“I’m very proud that the companies producing products in Juarez are creating finished goods, because in the past we executed a lot of manual operations without finished goods, only parts that were shipped out, maybe to the U.S. or another country, where somebody else put everything together and created the finished good,” he said. “And today, we’re seeing finished goods here—and that is beautiful.”

Game-changing production

As Arlt walked the plant floor during the tour, he greeted employees by name and took time to shake hands and pose for pictures. And every fabricator, welder, and shop supervisor shared one thing—the smiles on their faces. “People here truly aspire to a better life,” Arlt said. “We’re blessed in the United States, and they have a lot going for them here, but they work very hard to improve their circumstances.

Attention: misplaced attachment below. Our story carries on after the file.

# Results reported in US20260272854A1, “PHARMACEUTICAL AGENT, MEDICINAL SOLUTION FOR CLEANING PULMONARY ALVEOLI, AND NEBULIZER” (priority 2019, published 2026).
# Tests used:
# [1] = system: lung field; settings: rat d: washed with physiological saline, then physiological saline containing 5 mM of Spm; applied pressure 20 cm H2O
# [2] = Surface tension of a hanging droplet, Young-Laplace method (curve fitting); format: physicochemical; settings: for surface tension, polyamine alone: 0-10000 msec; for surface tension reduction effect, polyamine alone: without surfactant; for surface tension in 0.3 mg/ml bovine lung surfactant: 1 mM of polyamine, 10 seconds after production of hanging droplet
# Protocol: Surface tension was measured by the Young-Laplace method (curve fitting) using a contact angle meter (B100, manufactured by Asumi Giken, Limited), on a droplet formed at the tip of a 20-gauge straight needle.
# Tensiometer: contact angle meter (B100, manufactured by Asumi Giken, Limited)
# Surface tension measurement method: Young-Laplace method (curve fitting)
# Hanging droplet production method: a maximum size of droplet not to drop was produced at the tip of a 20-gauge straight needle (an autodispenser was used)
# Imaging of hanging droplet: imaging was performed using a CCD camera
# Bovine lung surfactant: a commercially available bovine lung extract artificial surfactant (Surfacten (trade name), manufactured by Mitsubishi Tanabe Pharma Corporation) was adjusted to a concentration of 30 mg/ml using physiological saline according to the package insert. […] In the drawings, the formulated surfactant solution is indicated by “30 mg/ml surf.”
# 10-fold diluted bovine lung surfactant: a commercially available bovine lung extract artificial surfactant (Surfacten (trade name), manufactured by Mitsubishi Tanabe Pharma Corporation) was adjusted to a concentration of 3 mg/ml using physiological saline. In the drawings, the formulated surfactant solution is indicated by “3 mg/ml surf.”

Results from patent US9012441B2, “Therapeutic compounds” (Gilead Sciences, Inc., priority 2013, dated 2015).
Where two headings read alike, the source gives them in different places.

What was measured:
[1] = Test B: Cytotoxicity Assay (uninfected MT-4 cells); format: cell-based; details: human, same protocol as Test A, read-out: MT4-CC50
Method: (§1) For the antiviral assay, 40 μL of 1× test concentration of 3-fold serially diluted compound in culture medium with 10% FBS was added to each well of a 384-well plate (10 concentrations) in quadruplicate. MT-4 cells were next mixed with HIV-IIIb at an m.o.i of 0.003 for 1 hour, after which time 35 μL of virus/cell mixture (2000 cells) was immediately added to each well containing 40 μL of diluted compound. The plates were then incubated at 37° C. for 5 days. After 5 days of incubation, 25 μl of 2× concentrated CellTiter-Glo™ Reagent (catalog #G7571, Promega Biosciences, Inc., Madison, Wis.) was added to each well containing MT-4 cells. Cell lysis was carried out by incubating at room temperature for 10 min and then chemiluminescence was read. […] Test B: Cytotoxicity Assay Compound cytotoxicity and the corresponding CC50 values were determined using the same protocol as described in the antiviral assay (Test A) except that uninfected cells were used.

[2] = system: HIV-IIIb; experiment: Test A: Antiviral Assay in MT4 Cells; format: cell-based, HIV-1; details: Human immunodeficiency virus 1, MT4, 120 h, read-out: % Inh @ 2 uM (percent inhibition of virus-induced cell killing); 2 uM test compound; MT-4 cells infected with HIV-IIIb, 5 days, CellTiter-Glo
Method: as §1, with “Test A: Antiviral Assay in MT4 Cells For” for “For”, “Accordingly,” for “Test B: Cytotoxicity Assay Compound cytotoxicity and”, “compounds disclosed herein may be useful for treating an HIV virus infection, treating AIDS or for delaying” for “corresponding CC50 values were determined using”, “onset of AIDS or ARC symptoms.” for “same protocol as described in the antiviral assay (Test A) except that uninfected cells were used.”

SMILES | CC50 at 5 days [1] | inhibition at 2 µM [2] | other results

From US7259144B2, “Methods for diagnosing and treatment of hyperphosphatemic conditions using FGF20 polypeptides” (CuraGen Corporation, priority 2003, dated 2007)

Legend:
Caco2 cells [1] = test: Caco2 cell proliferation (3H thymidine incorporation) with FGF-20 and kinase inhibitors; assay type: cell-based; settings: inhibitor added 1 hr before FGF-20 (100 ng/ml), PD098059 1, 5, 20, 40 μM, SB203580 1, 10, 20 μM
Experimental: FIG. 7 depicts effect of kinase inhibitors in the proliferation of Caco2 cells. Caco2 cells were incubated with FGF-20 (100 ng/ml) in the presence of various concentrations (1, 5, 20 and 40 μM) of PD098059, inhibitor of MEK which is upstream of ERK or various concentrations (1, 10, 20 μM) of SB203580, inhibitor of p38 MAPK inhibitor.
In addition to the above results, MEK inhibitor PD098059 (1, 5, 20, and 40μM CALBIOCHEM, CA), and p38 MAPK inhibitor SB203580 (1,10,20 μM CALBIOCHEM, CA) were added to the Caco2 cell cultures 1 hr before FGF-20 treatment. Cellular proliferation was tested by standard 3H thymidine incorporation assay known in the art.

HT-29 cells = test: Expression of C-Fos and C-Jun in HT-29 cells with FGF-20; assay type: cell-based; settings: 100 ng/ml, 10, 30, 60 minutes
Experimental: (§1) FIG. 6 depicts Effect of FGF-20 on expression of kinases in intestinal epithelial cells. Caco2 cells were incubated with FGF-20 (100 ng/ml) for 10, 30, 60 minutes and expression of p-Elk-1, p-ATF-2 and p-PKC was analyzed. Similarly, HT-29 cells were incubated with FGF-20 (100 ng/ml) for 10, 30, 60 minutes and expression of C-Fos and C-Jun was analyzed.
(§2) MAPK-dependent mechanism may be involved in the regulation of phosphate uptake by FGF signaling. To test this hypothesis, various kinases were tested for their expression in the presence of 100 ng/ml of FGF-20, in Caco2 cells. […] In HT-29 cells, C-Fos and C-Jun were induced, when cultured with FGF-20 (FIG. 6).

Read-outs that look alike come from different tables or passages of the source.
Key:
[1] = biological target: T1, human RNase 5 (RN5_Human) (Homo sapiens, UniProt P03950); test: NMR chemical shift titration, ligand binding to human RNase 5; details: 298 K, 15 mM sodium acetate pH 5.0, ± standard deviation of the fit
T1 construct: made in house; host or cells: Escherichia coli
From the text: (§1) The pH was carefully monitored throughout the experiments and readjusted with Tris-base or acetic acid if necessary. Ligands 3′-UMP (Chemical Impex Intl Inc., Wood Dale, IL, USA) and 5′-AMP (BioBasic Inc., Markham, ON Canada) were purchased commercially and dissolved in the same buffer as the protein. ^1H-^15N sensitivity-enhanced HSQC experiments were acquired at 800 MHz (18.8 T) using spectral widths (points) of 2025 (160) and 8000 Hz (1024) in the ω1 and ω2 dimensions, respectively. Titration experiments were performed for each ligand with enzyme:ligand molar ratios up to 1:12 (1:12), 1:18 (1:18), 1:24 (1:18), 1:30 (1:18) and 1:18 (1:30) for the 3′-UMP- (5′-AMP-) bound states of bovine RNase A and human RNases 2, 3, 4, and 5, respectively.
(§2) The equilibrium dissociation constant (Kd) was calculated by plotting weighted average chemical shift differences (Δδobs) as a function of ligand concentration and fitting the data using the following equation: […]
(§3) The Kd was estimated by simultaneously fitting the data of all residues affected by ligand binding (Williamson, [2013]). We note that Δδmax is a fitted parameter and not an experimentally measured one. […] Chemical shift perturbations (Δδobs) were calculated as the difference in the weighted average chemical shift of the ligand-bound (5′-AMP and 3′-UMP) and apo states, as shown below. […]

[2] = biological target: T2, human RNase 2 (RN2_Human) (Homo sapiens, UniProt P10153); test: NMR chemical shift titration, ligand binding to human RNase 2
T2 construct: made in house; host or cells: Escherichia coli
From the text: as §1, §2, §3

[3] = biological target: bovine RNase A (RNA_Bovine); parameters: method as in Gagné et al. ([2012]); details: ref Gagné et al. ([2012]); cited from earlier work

“[And] these jobs will bring people into the middle class—and even better for some.”

JTO jobs also come with two meals a day, transportation to and from work, and safety-focused management. The facility earned plant safety awards from the Truck Trailer Manufacturers Association in three of the last five years. Leaders also host annual family days for employees, their loved ones, and local officials, firefighters, and police that can draw up to 3,000 attendees, Arlt shared. “It’s personal,” Radish added.

“We want to make sure that our employees’ livelihood is elevated to the next echelon.”